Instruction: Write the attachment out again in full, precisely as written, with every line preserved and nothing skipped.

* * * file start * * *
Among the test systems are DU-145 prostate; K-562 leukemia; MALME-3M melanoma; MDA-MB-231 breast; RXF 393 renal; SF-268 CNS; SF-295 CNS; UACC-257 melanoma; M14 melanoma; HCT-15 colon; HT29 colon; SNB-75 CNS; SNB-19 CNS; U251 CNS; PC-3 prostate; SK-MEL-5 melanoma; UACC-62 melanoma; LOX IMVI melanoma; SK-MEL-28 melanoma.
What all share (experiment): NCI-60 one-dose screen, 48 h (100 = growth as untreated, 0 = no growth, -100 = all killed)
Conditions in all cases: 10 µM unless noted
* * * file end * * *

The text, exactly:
Among the test systems are DU-145 prostate; K-562 leukemia; MALME-3M melanoma; MDA-MB-231 breast; RXF 393 renal; SF-268 CNS; SF-295 CNS; UACC-257 melanoma; M14 melanoma; HCT-15 colon; HT29 colon; SNB-75 CNS; SNB-19 CNS; U251 CNS; PC-3 prostate; SK-MEL-5 melanoma; UACC-62 melanoma; LOX IMVI melanoma; SK-MEL-28 melanoma.
What all share (experiment): NCI-60 one-dose screen, 48 h (100 = growth as untreated, 0 = no growth, -100 = all killed)
Conditions in all cases: 10 µM unless noted